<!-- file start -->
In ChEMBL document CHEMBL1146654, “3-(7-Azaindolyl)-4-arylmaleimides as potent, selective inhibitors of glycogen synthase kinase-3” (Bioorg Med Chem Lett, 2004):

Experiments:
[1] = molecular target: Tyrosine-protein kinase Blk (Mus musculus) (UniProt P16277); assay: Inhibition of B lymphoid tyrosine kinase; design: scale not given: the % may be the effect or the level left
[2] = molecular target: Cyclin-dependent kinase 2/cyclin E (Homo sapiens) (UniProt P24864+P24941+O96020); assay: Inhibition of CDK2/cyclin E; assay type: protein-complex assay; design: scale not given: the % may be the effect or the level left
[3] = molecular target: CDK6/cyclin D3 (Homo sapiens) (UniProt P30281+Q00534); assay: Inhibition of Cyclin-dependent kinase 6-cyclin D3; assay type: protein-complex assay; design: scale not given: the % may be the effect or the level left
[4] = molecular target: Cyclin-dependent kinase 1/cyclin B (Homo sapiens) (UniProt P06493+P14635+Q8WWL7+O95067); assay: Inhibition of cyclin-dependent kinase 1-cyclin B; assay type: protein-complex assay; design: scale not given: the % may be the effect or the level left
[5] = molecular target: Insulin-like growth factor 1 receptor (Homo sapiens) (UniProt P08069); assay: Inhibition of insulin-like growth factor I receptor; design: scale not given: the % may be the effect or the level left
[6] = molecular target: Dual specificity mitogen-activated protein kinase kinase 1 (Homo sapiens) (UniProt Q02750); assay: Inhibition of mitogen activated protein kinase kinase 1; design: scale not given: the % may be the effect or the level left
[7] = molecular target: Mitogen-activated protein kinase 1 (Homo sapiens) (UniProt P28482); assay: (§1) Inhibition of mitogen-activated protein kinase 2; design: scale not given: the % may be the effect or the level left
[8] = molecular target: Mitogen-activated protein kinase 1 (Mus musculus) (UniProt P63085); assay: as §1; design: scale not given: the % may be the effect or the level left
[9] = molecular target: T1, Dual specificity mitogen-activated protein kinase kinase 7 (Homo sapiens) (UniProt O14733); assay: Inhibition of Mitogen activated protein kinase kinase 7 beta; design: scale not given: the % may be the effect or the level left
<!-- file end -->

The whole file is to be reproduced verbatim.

In ChEMBL document CHEMBL1146654, “3-(7-Azaindolyl)-4-arylmaleimides as potent, selective inhibitors of glycogen synthase kinase-3” (Bioorg Med Chem Lett, 2004):

Experiments:
[1] = molecular target: Tyrosine-protein kinase Blk (Mus musculus) (UniProt P16277); assay: Inhibition of B lymphoid tyrosine kinase; design: scale not given: the % may be the effect or the level left
[2] = molecular target: Cyclin-dependent kinase 2/cyclin E (Homo sapiens) (UniProt P24864+P24941+O96020); assay: Inhibition of CDK2/cyclin E; assay type: protein-complex assay; design: scale not given: the % may be the effect or the level left
[3] = molecular target: CDK6/cyclin D3 (Homo sapiens) (UniProt P30281+Q00534); assay: Inhibition of Cyclin-dependent kinase 6-cyclin D3; assay type: protein-complex assay; design: scale not given: the % may be the effect or the level left
[4] = molecular target: Cyclin-dependent kinase 1/cyclin B (Homo sapiens) (UniProt P06493+P14635+Q8WWL7+O95067); assay: Inhibition of cyclin-dependent kinase 1-cyclin B; assay type: protein-complex assay; design: scale not given: the % may be the effect or the level left
[5] = molecular target: Insulin-like growth factor 1 receptor (Homo sapiens) (UniProt P08069); assay: Inhibition of insulin-like growth factor I receptor; design: scale not given: the % may be the effect or the level left
[6] = molecular target: Dual specificity mitogen-activated protein kinase kinase 1 (Homo sapiens) (UniProt Q02750); assay: Inhibition of mitogen activated protein kinase kinase 1; design: scale not given: the % may be the effect or the level left
[7] = molecular target: Mitogen-activated protein kinase 1 (Homo sapiens) (UniProt P28482); assay: (§1) Inhibition of mitogen-activated protein kinase 2; design: scale not given: the % may be the effect or the level left
[8] = molecular target: Mitogen-activated protein kinase 1 (Mus musculus) (UniProt P63085); assay: as §1; design: scale not given: the % may be the effect or the level left
[9] = molecular target: T1, Dual specificity mitogen-activated protein kinase kinase 7 (Homo sapiens) (UniProt O14733); assay: Inhibition of Mitogen activated protein kinase kinase 7 beta; design: scale not given: the % may be the effect or the level left